Jacobo Alonso – The Mexican Artist as Ambassador
“..that first impression, the revelation of experiencing the art, is how the artist connects us to something that transcends the limits of language, words and location.”
To come across something unusual and new—It’s exciting! Food, art, fashion, it’s increasingly hard to find anything with a fresh perspective. Every so often though, you turn a corner, bored by uninspired gimmicks and plays on the latest trend, only to be surprised by something that grabs your attention and manipulates it in ways that are thought provoking long after. The work of Jacobo Alonso, presented by Building Bridges Art Exchange, is weirdly engaging, unlike anything I’ve seen before, and brings up a lot of questions.
Is HOW we experience art integral to how much we like it, and do we have to know what inspired the work? Do the surroundings make the piece more or less impactful? Alonso’s work at the LA Art Show was arresting for the lack of surface gloss, polish and color. One long swath of paper, imperfect, curling at the edges, swaying slightly as people passed, and seeming to be in the midst of active disintegration, stood out for a degree of quiet broodiness that was the antithesis of most offerings at this show (which trended toward heavy applications of glitter and splashes of pink). The pigment used is sooty and dark, it’s not obvious WHAT it is, so you draw closer, curious. The perforations and shapes created by the play of positive and negative space are organic and reminiscent of—movement, growth, decay—a figure? Yes, something about the shape of the dark mass is sensual, figurative, but how this color was applied, through what process, was still unknown. It got me thinking of Dante’s Inferno, of fire and swirling smoke, when I realize that within the dark is the impression of a body – kneeling? Whoa. Time to step back and find out more about this one.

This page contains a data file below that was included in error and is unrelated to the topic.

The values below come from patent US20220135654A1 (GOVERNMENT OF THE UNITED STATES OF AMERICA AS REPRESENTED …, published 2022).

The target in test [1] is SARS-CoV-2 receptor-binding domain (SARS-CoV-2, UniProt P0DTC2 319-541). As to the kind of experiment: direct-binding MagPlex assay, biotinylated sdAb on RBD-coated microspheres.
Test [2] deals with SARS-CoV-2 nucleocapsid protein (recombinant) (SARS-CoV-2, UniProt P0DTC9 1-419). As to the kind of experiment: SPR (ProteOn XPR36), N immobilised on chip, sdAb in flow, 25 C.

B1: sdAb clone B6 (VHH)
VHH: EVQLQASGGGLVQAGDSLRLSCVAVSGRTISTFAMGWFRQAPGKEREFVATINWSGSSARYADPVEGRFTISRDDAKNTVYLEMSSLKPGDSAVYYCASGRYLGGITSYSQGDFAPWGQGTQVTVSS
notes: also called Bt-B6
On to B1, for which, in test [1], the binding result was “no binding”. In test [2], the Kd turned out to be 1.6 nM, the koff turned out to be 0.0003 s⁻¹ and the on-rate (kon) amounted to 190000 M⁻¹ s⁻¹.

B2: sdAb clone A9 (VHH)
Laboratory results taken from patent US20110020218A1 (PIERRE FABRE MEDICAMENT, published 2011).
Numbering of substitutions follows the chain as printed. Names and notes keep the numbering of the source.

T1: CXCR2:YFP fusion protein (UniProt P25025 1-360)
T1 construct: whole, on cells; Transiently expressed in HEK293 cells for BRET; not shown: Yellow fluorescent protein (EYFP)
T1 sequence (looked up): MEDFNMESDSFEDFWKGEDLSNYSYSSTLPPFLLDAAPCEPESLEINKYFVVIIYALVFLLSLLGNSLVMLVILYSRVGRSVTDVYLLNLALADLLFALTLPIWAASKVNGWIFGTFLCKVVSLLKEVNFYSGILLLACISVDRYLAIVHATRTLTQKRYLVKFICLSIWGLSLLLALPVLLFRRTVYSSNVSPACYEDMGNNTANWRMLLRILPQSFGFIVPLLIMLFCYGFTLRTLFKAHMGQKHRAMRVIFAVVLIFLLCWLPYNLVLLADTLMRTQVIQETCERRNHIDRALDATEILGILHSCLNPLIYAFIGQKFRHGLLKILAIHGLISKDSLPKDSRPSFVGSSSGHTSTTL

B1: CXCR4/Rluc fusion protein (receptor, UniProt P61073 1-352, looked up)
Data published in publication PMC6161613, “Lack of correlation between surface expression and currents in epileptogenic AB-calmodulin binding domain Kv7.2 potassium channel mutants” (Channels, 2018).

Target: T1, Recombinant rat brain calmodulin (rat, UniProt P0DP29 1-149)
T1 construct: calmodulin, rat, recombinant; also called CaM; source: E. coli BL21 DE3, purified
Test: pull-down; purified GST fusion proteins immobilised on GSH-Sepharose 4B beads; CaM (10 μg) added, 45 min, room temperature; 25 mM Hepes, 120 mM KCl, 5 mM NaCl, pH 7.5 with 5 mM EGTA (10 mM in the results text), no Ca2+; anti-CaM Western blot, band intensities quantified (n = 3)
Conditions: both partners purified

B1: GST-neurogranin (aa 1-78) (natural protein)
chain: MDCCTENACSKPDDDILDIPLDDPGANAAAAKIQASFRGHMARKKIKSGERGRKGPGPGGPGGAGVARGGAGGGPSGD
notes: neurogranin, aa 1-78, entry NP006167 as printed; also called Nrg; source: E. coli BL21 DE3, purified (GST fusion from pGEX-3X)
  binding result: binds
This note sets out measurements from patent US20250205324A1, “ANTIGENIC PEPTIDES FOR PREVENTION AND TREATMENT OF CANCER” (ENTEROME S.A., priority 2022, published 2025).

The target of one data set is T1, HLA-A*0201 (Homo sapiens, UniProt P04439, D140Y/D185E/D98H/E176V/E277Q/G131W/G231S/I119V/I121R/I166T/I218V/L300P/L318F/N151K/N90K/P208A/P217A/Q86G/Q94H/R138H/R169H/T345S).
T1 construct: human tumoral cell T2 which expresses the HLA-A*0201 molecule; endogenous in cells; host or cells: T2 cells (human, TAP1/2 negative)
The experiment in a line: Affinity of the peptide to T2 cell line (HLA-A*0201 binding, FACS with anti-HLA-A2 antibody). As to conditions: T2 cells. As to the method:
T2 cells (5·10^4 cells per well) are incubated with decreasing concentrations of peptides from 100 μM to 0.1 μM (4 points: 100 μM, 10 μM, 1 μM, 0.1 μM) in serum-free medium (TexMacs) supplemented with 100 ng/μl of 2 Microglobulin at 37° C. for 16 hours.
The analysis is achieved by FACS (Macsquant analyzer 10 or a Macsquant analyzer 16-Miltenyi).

Jacobo Alonso created this piece during a residency at Building Bridges Art Exchange (BBAX) in Santa Monica in 2017. The BBAX mission is “dedicated to cultivating cultural understanding through the arts” with an emphasis on “encouraging performances that engage with the local communities to create a dialogue, understanding and exploration between cultures”. As a Mexican artist who has exhibited worldwide, Alonso would seem to be a perfect ambassador for this mission, especially when you add in “performance art” as part of his process. What was unknown to me was that at an earlier performance art session, after applying smoke to tint the paper, Alonso pressed his naked body onto the surface, leaving his imprints, light in the midst of darkness. Probably not something you invite your aging grandmother to before heading out to dinner…? You can watch videos of the process on his website: www.jacoboalonso.mx Fascinating and oddly mesmerizing, it highlights the impressions an artist makes on the world, both metaphorical and the real. And when you know that the black of that paper is the result of fire and smoke, that he literally lifted the darkness when his physical body rose from the paper, does it make that work more meaningful for you, or did you intuit that, or something completely different on your own?
Viewing a finished piece of art, we’re not privy to the secrets of what went into making it, and unless accompanied by an artist manifesto and bio, we’re often in the dark about what inspired the work. Is it essential to know any of that, to appreciate the final product? Do I really need to witness the art being made to engage more deeply in the work? Surely it would have made for an interesting story, how I spent the evening with grandma watching a naked male artist roll around on the floor, but I think that may have diminished my response to the final piece, lessened it somehow. I appreciate when something is left to MY imagination. I like that I was intrigued enough viewing this artist’s work to research more, to still wonder weeks later what made him tick, and to be inspired by his peculiar breed of body confidence, exposing himself for his art, to make his art.
There is satisfaction in deciding how a piece of art makes you feel (and what it makes you think about), before being schooled on what to think and why. And art from other cultures… I’m not sure that I require a translation, when there is a beauty and poetry to simply being present, being with the art, using my imagination to fill in the parts that are indecipherable. Engage me enough so I hunt out more details on my own after, but that first impression, the revelation of EXPERIENCING the art, is how the artist connects us to something that transcends the limits of language, words and location.